This Cultural Olympiad story was produced in partnership with ArtsATL as part of “Atlanta Remembers: The 1996 Olympics,” WABE’s series on the impact of the 1996 Summer Olympics on Atlanta, 20 years later. For more stories, click here.
In preparing for the Olympic Games in 1996, former mayor Maynard Jackson created the Corporation of Olympic Development in Atlanta (CODA), a nonprofit meant to ensure that the infrastructure work for the Olympics extended beyond the 17 days of athletics.
That infrastructure included public art. Clara Axam was the president and CEO of CODA and in charge of transforming the streets of Atlanta for the future.
For public art, she said CODA wanted “to celebrate our cultural heritage. A second agenda was to beautify and dignify our environment for us. And the third piece was really to do something that made our streets more than just functional.”
CODA was never intended to be a permanent organization. It closed its doors in 1997. Axam and some other CODA employees created the Atlanta Public Arts Legacy Fund (APAL), a donor-advised fund at the Community Foundation.
Since then, APAL has given out 175 grants for Olympic artworks, totaling about $500,000. Those funds go toward simple maintenance efforts, like washing the pieces, but sometimes contribute to more extensive repairs.
Of course, APAL is just one funding stream for maintaining Olympic public art. The city of Atlanta’s Office of Cultural Affairs has a full-time staff in their public art department, who dedicate time to maintaining and restoring public art from the Olympics.
One of their current projects is the restoration of Folk Art Park with a grant from the Georgia Department of Transportation.
Also, since the 1970s, Atlanta has had a percent for art ordinance, where 1.5 percent of all city capital projects goes toward public art. That’s for new projects and for maintenance.
Even with these efforts, there hasn’t been enough funding to keep all of the Olympic pieces in tip-top shape.
But Atlanta infrastructure is in the midst of the biggest face lift since the Olympics. The Renew Atlanta bond program, which voters passed in March 2015, designates $250 million to infrastructure work. Because of the percent for art ordinance, some of those funds are reserved for public art.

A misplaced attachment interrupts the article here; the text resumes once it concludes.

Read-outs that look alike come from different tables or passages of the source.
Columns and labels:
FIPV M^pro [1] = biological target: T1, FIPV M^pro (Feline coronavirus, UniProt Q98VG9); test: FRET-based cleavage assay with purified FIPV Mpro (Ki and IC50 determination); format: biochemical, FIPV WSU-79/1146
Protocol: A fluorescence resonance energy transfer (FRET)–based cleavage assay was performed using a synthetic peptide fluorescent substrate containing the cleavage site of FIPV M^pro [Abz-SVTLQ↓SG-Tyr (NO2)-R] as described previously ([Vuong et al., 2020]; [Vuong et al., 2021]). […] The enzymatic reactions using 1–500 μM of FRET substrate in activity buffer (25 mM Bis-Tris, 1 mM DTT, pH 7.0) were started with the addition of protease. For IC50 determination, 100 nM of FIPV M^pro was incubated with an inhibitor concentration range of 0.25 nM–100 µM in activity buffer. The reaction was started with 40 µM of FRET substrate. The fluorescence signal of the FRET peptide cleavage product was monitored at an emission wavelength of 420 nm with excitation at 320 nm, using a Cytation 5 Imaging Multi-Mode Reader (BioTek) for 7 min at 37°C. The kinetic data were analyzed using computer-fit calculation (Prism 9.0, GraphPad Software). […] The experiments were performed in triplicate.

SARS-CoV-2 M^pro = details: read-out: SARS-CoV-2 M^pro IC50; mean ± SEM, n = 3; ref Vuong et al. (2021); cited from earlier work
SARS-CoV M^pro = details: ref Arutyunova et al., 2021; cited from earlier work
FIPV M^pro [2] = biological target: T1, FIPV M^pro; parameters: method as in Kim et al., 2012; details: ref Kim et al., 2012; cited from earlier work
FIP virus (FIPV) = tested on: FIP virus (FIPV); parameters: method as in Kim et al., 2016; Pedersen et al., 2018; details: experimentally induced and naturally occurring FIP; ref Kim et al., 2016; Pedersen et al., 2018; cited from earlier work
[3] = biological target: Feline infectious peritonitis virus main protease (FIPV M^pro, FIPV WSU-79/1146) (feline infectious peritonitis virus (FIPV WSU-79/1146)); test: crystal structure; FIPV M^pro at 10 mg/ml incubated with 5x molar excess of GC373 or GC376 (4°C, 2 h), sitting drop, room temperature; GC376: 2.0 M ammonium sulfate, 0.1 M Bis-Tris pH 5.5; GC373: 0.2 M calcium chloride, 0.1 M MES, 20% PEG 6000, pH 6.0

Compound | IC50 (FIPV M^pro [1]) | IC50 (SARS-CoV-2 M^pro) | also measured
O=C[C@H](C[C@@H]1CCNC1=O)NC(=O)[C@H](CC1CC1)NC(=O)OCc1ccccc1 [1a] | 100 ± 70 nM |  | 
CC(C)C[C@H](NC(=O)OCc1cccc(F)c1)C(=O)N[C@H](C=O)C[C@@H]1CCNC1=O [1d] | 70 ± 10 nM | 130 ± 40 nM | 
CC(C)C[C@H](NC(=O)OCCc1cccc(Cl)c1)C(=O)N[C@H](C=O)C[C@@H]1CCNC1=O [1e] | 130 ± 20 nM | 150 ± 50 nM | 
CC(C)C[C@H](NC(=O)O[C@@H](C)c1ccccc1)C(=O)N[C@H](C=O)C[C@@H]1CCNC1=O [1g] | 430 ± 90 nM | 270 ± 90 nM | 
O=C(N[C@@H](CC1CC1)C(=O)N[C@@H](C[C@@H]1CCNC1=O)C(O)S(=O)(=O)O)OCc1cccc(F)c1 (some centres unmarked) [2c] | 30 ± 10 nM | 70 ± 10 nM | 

With the funds, Renew Atlanta’s project manager for art restoration Eddie Granderson identified nine pieces that needed immediate restoration, which include Olympic works.
“We looked at those works that were in disrepair, as well as where they are located and what kind of impact that they have on the city and also the surrounding area where they are located,” Granderson explained.
The pieces under contract are Threshold, John Wesley Dobbs Memorial, New Endings, Ex-static, Birth of Atlanta Monument, Carnegie Education Pavilion, 5 Points Monument, De-code/Re-code Atlanta and the Henry Grady Monument.
Public Art After The Olympics
Atlanta did have a number of public art pieces before 1996. But because of the Olympics, Atlanta added pieces to central areas and moved and restored existing ones. The Games also opened up conversations about the impact of public art on the city’s quality of life and initiated plans on how to better maintain and restore public art.
And like it did for so many things in Atlanta, the Olympics elevated Atlanta’s public art to an international stage.
The Office of Cultural Affairs’ public maintenance and conservation specialist Robert Witherspoon shed light on why all of these organizations work together to make sure public art survives:
“Public art is important because it reflects your community and it engages the community and enlightens the community,” he said. “And all great communities deserve great public art.”
Renew Atlanta projects are ongoing, and the Office of Cultural Affairs will continue their renovation of Folk Art Park later this year.